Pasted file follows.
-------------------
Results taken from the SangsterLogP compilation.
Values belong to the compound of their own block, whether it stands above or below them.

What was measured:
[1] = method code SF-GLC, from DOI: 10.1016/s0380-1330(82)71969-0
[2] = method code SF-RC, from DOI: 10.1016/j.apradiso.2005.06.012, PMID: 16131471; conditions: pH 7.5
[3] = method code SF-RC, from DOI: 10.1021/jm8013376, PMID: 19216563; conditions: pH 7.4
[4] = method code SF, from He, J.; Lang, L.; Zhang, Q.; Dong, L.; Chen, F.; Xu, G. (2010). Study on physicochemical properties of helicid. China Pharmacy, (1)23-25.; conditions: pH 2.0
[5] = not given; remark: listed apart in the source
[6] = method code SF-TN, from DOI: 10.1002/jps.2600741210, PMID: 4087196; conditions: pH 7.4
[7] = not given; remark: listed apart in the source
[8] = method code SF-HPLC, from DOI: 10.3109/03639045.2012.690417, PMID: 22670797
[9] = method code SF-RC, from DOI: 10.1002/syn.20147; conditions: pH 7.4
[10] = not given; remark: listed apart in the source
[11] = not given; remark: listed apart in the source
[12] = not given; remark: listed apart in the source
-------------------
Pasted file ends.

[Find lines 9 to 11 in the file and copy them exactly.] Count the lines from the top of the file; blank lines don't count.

[6] = method code SF-TN, from DOI: 10.1002/jps.2600741210, PMID: 4087196; conditions: pH 7.4
[7] = not given; remark: listed apart in the source
[8] = method code SF-HPLC, from DOI: 10.3109/03639045.2012.690417, PMID: 22670797